Butchie charges into the surf shop and is greeted with "Shit!" He is not fazed by this. He probably gets that a lot. Kai lets him know that the reason she's not thrilled to see him is because she was hoping John would be with him. Then they move on to why John might have taken off. Butchie sensitively asks, "Did he freak out about boning you?" Kai replies, "He doesn't even know what boning means. Maybe I'd have wound up showing him, except my pussy overheated like it was cooking on a George Foreman grill. My tits too -- like in a blast furnace." Butchie looks stunned by this. Not the ease with which Kai slings around the colloquial terms for her own anatomy, but rather how she's accessorizing it: "You got hardware in your box?" Then he gets all hyped because the metal implants in his head were overheating too: "It felt like my head was going up in smoke -- faaaaaack!" Kai's all, "It was. We were in my trailer, figuring out he was a virgin? And John says, 'See God, Kai,' just like that. And then I went into some hallucinatory state. And there was smoke coming out of your head!" Butchie can only reiterate, "Fuck!" The two decide to go look for John together. Kai grabs the front of Butchie's shirt and yanks him down, saying, "For not knowing what the word meant, I wonder how John got the idea to bone me." As Butchie leads Kai out by the hand, he explains, "I was trying to tell him he picked a nice person to like."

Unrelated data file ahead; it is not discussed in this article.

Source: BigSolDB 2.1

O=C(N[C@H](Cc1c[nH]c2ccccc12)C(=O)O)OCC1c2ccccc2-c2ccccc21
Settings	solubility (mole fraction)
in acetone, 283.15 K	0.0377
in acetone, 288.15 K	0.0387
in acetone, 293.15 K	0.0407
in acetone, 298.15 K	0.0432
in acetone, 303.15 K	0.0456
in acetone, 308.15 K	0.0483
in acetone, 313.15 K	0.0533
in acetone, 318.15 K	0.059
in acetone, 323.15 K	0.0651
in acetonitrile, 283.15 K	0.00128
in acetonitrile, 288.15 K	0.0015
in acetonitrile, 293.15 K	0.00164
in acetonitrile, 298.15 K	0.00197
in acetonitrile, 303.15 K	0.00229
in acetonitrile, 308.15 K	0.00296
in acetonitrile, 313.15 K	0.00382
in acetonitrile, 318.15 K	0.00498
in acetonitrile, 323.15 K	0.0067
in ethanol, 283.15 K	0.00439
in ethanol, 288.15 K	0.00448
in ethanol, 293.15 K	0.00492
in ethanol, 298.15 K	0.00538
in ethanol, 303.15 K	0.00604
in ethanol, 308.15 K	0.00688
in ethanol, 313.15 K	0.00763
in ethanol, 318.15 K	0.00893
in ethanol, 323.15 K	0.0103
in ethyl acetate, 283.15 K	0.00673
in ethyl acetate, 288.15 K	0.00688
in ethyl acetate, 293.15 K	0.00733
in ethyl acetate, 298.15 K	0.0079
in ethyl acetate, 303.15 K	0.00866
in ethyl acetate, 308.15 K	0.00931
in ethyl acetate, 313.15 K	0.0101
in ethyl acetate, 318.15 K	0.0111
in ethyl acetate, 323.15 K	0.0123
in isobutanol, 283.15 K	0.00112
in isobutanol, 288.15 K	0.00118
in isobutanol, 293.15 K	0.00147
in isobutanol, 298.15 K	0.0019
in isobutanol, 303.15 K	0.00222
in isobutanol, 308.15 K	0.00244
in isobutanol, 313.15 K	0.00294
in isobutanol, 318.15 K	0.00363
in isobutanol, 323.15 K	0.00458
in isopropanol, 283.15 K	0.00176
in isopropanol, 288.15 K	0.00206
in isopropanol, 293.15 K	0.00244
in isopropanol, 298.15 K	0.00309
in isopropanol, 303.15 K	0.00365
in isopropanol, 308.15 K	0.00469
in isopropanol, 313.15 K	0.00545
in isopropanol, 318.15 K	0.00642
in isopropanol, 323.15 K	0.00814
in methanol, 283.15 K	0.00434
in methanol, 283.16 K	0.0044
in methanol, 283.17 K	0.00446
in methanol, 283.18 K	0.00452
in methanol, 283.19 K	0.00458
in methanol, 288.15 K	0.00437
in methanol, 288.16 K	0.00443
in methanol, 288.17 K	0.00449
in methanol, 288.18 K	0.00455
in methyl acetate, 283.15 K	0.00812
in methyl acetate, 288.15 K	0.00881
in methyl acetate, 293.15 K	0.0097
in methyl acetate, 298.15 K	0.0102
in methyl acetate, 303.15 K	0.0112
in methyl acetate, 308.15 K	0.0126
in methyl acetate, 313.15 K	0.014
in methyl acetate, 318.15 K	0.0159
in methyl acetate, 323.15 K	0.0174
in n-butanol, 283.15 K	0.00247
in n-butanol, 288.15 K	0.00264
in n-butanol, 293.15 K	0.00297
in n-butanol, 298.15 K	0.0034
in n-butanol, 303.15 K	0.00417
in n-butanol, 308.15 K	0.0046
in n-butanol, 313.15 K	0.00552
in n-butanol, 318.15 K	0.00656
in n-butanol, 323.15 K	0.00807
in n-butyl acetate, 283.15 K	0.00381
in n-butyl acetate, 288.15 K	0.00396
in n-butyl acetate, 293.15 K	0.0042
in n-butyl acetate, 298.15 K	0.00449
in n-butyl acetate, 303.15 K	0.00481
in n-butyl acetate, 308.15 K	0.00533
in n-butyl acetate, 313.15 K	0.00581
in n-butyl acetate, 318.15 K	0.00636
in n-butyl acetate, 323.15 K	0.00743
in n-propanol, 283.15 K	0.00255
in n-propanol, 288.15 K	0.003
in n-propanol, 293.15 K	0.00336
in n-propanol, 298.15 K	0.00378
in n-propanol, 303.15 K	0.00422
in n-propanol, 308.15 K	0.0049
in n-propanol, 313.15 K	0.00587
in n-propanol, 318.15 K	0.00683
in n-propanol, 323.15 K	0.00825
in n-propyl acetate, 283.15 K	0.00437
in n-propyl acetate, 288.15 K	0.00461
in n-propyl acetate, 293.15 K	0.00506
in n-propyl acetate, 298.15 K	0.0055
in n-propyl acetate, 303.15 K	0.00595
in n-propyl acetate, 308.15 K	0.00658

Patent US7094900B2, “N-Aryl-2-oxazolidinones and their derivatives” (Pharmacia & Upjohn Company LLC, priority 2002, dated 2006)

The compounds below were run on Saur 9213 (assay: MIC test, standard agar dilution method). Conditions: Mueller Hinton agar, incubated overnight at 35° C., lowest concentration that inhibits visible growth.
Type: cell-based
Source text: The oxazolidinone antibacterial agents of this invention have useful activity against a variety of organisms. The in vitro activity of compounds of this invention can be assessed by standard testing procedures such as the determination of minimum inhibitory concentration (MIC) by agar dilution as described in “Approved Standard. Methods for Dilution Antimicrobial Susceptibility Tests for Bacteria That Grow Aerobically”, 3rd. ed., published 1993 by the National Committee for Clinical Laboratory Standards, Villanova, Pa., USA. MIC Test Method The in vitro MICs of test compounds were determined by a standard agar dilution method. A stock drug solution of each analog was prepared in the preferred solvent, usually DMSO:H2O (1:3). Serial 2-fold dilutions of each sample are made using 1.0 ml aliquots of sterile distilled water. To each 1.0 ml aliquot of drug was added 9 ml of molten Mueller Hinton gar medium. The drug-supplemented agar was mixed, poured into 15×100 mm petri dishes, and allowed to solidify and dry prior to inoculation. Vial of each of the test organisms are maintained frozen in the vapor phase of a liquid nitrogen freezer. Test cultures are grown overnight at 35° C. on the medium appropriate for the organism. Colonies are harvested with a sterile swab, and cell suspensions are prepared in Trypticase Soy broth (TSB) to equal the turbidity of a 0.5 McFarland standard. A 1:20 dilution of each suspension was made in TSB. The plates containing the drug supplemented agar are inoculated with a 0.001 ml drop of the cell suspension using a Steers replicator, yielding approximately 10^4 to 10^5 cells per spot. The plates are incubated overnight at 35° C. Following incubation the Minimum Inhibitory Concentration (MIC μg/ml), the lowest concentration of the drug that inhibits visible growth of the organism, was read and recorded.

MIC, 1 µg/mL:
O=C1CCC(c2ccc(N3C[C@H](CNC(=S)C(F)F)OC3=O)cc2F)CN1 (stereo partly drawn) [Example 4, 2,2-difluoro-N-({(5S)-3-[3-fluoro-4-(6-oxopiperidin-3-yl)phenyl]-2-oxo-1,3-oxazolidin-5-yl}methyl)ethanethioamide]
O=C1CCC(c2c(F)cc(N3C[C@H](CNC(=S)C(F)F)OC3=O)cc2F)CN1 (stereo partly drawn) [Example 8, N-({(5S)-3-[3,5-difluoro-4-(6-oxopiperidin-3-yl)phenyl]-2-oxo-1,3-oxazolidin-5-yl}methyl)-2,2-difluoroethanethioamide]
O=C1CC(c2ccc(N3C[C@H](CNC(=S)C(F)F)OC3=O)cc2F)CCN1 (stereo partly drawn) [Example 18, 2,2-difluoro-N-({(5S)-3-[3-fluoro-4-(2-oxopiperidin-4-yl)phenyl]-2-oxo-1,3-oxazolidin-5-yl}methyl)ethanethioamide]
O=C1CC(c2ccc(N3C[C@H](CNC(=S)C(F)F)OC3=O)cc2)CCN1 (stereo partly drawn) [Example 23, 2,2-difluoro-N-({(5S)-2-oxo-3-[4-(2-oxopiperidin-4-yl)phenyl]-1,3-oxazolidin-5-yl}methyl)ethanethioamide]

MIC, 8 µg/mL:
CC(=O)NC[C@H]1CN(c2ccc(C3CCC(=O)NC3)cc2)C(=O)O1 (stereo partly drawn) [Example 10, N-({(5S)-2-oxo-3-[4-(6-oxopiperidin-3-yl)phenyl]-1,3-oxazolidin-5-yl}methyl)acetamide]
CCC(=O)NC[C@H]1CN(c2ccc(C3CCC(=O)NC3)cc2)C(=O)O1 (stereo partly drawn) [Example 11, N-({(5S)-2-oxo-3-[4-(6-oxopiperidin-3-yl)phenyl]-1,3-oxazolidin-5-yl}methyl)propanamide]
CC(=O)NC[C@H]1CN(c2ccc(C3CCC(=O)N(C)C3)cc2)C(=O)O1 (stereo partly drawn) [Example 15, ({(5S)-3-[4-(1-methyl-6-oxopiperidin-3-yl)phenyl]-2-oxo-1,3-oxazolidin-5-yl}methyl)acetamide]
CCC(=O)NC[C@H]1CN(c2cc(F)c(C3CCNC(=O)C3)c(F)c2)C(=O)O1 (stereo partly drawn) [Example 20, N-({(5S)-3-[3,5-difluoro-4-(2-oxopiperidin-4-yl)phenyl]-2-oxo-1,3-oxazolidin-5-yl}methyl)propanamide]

And now, it's time for media criticism, courtesy of Bill and Zippy the zombie parakeet. Bill says, "This fills me with misgivings, bandying words like 'miracle' in the newspaper headline. This can only attract new types of shitheel into that boy's life, which wasn't short of shitheels before." Yes, but won't the variety provide a pleasant diversion from the types of shitheel Shaun has to put up with now? Bill stalks to the end of his living room, passing a circular wire staircase with the treads padded with bubble wrap, and tells Zippy they'll be keeping their distance from the pending trouble, since he doesn't want to risk the wrath of Cissy. Bill is also afraid of communing with fellow well-wishers like Freddy and Palaka, or the guys at the Snug Harbor; he'll stay in his house and wrap layer upon layer of bubble wrap on his stair treads. And then Bill tears off some duct tape with his teeth, loops out into the type of anti-Clinton rant my rock-ribbed Republican dad used to muster as a special treat for me every time I went home, and then swings back into expository lucidity: "That will never happen again, a sequence of events so complicated that Butchie Yost, aged ten, could help the only woman in the world that, when I pass a remark about some airhead pisspot that I collar, she has the sweetness to recall, 'I wonder if it's that Yost boy that used to help me with my groceries.' I throw him a break because of my darling Lois, keep one eye out for him since I unloosed him on society. Looking out for Butchie would later cross my path with Shaun, when Butchie became a junkie dumpster tenant. Now who in his right mind would believe that that sequence of events could be repeated?" Don't y'all answer at once. I personally am still working out the chronology, since Bill is not what we'd call a master of the linear narrative. Bill concludes, "That boy is gone from us. And I don't regret one thing." He looks up at the top of the stairs and says roughly, "Children or not, the time I spent with you was the joy of my life."